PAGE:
Quantcast

Latest Mount St. Helens Stories

565a7c14309654313f5468019803e01f1
2006-03-18 12:05:00

By Yereth Rosen ANCHORAGE, Alaska (Reuters) - Want to peer into the steaming summit of an erupting volcano without risking death? Anyone with an Internet connection and a computer can do just that, thanks to about 30 cameras and other recording devices set up on Alaska's Augustine Volcano that are streaming information to a Web site hosted by the Alaska Volcano Observatory, a joint federal-state office. The site http://www.avo.alaska.edu/activity/Augustine.php  has received over 253...

1bea184d383b30797734e09039af85e71
2006-03-16 17:00:00

VANCOUVER, Wash. (AP) - A trail to the rim of the Mount St. Helens crater, closed since a slow eruption began in 2004, may reopen this year even as molten rock continues to ooze from the mountain. The National Forest Service began accepting conditional climbing reservations last month, though no official decision has been made, said Tom Mulder, manager of the Mount St. Helens National Volcanic Monument. "The public is interested," Mulder said. "It's a recreation niche, a learning...

2006-02-27 20:05:00

By Richard C. Lewis SOUTH KINGSTOWN, Rhode Island (Reuters) - Scientists are unearthing an Indonesian village buried nearly two centuries ago by the largest volcanic eruption in recorded history to learn how fast volcanic eruptions can turn deadly. Two years ago, a team of scientists from the University of Rhode Island, the University of North Carolina and the Indonesian Directorate of Volcanology began digging up the village of Tambora, which was buried by a volcanic eruption in 1815. The...

0afd8d4590af4108fe0c279ad2846cc81
2005-12-31 10:10:00

SEATTLE -- Roughly every three seconds, the equivalent of a large dump truck load of lava - 10 cubic yards - oozes into the crater of Mount St. Helens, and with the molten rock comes a steady drumfire of small earthquakes. The unremitting pace, going on for 15 months now, is uncommon, said U.S. Geological Survey geologist Dave Sherrod. Experts say it is unclear what the activity signifies or how much longer it will continue. "One view of this eruption is that we're at the end of the...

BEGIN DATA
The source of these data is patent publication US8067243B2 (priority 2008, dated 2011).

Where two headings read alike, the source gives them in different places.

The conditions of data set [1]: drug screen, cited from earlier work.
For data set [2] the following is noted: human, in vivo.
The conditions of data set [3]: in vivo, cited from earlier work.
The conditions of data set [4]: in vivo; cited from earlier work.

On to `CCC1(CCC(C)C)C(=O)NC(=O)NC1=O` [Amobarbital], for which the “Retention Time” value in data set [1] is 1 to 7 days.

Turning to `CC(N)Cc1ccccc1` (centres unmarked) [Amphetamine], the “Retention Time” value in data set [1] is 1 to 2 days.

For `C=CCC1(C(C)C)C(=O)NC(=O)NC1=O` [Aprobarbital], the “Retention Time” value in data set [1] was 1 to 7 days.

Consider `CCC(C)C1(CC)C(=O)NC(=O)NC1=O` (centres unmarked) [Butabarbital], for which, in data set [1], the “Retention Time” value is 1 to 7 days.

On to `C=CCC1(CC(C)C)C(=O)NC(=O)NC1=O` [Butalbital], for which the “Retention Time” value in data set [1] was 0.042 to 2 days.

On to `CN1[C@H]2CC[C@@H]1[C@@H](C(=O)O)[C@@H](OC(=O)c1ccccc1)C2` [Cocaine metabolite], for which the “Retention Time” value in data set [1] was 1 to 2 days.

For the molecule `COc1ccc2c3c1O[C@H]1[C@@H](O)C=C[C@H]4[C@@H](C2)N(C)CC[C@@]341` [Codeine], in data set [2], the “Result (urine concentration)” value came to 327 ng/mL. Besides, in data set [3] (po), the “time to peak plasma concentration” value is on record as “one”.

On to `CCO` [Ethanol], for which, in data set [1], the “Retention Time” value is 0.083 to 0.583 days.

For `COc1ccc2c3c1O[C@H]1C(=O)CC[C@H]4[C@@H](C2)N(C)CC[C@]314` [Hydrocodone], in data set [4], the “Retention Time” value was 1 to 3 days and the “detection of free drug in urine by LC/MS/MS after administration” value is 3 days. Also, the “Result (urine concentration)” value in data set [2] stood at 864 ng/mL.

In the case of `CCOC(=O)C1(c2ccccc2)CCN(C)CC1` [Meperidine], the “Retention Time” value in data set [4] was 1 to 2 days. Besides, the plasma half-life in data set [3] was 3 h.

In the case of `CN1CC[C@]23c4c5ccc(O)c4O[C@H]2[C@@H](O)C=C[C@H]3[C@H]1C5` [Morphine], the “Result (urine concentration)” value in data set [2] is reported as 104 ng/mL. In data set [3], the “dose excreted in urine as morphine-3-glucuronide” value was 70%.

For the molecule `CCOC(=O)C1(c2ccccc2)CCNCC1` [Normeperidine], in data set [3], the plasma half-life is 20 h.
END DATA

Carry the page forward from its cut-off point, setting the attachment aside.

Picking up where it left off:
2005-11-22 19:58:52

SEATTLE (Reuters) - A rock fall at Mount Saint Helens caused a large gray cloud of dust to appear above the volcano on Tuesday, but there was no sign of increased seismic activity. Seismic levels at Mount Saint Helens, which came back to life last year by emitting steam and ash, are "amazingly regular," said Seth Moran, a seismologist at the U.S. Geological Survey. Mount St. Helens erupted in 1980 and killed 57 people and was mostly dormant until September 2004, when new magma...

2005-09-12 11:34:23

In September 9 story headlined "Scientists find growing land bulge in Oregon," please read in first paragraph, "A large, slow-growing volcanic bulge in Western Oregon," instead of "A large, slow-growing volcanic bulge in Eastern Oregon." A corrected story follows: By Teresa Carson PORTLAND, Oregon (Reuters) - A large, slow-growing volcanic bulge in Western Oregon is attracting the attention of seismologists who say that the rising ground could be the beginnings of a volcano or...